The Bard of Belltown

Harvey Goldner passed away last week, from cancer at 65. I didn’t know him very well, but we published a poem of his last summer. The Seattle P-I has written a nice obiturary for him — he drove a taxi a few nights a week to pay for his room at a boarding house, and dedicated the rest of his life to poetry. There’s a simple beauty to that, at least in mind mind, and I hope it was as fulfilling for Harvey as it is in my imagination.

His poem from issue #25, “War and Peace,” is one that I still think of often, and so fits my definition of greatness. Perhaps like Goldner himself, it’s playful and important at the same time. He will be missed, but a body of work worth reading remains.

    Harvey Goldner

    WAR AND PEACE

    Big bombs fell out of the
    sky. Big bombs fell all over
    the countryside. Chickens died,
    some cows, a few lucky people
    from down the road. Then the war,
    the exhilaration, was over.

    A new tax collector came by–
    different uniform, same fishy
    eyes. The craters made by the
    bombs filled with rainwater.
    Kids played in the bomb ponds
    until Cousin Bob, the smart one,

    came back from the big city
    and taught us how to raise
    catfish in the bomb ponds.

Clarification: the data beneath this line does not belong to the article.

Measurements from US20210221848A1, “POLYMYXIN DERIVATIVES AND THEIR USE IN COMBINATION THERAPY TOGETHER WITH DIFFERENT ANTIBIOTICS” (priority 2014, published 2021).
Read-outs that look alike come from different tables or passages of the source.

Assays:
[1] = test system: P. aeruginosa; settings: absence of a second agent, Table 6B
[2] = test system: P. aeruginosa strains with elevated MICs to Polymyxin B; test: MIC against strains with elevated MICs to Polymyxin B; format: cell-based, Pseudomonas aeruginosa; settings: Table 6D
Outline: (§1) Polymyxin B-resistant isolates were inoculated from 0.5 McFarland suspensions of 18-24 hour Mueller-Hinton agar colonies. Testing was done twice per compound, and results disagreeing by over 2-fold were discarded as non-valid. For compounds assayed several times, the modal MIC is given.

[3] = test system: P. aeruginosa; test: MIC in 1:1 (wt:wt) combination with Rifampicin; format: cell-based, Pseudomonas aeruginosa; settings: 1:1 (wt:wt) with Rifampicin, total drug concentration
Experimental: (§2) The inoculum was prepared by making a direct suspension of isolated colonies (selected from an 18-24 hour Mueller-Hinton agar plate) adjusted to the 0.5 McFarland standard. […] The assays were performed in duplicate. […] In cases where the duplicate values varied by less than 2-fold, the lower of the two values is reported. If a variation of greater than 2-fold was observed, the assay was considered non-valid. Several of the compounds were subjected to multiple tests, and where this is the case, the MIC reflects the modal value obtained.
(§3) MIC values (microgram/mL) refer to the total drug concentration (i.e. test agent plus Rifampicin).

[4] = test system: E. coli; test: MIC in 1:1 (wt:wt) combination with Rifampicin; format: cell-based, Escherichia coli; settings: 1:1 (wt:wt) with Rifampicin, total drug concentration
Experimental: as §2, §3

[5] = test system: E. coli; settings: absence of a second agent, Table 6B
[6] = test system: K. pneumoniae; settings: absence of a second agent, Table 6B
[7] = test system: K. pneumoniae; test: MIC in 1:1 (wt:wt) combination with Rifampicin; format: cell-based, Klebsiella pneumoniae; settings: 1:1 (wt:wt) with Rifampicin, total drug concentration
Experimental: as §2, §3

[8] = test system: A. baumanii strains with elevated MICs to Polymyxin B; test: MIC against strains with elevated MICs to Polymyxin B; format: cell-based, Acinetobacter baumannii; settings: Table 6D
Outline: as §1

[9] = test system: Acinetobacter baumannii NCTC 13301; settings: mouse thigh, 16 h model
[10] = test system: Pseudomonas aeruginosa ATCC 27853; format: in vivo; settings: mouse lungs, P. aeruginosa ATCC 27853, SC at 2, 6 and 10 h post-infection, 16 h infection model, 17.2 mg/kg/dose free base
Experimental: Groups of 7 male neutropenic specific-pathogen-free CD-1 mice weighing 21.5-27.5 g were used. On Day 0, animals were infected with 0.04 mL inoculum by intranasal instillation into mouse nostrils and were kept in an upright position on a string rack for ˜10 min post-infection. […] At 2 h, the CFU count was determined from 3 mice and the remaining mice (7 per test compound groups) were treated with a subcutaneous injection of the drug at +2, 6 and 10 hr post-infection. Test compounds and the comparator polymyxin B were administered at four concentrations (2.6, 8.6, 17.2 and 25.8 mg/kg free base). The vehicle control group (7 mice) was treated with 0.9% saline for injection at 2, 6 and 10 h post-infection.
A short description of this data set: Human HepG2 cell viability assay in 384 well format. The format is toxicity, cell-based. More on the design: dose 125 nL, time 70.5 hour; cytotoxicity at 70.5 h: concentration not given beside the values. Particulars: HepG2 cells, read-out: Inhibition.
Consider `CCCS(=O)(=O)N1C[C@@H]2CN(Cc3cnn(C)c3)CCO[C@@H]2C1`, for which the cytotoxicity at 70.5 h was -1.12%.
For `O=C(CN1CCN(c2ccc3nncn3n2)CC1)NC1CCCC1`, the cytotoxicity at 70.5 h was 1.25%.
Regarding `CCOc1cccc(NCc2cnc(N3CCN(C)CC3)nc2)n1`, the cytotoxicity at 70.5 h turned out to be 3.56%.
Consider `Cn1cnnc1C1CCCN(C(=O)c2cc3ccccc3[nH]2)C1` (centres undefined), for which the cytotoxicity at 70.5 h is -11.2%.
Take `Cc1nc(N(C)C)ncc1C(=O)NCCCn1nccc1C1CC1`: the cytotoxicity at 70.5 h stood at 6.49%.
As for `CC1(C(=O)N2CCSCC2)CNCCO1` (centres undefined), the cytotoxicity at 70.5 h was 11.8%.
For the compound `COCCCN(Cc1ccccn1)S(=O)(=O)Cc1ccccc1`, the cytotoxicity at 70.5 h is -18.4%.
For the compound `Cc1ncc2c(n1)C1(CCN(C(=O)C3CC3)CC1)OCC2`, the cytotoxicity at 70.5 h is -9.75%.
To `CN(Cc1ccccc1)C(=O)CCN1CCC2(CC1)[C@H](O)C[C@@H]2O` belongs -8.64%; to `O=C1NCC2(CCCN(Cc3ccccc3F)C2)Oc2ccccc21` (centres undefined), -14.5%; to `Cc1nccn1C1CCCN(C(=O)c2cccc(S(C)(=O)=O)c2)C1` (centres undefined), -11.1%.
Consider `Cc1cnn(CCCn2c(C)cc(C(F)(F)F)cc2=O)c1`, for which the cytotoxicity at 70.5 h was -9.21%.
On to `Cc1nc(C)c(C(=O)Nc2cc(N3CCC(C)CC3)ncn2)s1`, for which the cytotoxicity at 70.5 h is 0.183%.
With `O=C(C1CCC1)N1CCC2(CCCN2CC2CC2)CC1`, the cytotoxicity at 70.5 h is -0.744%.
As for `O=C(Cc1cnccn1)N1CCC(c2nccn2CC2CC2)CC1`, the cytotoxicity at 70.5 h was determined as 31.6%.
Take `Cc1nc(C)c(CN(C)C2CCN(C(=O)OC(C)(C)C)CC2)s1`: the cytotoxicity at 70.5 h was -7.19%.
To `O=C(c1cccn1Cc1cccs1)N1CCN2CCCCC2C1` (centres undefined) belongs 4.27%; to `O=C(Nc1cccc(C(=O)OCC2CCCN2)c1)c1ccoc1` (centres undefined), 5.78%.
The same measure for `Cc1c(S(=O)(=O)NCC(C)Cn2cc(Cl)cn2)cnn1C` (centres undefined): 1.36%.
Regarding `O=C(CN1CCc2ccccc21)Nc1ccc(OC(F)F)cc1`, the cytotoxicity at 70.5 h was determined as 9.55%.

His lovely wife, Bobette,
    gave us a dynamite
    recipe for hushpuppies.

    Now, when the new tax collector
    (different uniform, same fishy
    eyes) comes by on the first of
    every month to collect, we
    have a party–all the catfish
    and hushpuppies you can eat.

    So far, he hasn’t gotten too
    greedy, not yet. But if he does,
    Aunt Mary, the ancient one,
    still has left some of the
    good poison which she
    murdered the last one
    with.

Rattle Poetry Prize – Simultaneous Submissions

Due to some gracious feedback, we’ve made a slight expansion to the guidelines for the Rattle Poetry Prize. In regard to a poem’s availability, the following now applies:

RATTLE’s winter issue (Dec. 2007) must be a potential first publication for all works submitted. No previously published works, or works accepted for publication elsewhere. No simultaneous submissions, except to magazines or presses open to publishing reprints after January 1st, 2008. [expanded 7/9/07]

What we care about for $5,000 is that, when we choose the winners, we get to be the poem’s first publication, no matter what. Originally we had said that we simply wouldn’t consider simultaneous submissions — but it’s been brought to my attention that some people are hesitating to submit poems that also appear in manuscripts that they’re trying to publish. Since the process of getting a book published is such a slow one, and all rights revert to the authors upon publication in RATTLE anyway, this really doesn’t matter to us, as long as the book wouldn’t come out before RATTLE #28 gets a month on the shelves.

Because we’re already mid-stream, I didn’t want to change the rule completely; it makes more sense to add this slight expansion to the guidelines. They will probably be entirely re-worded next year.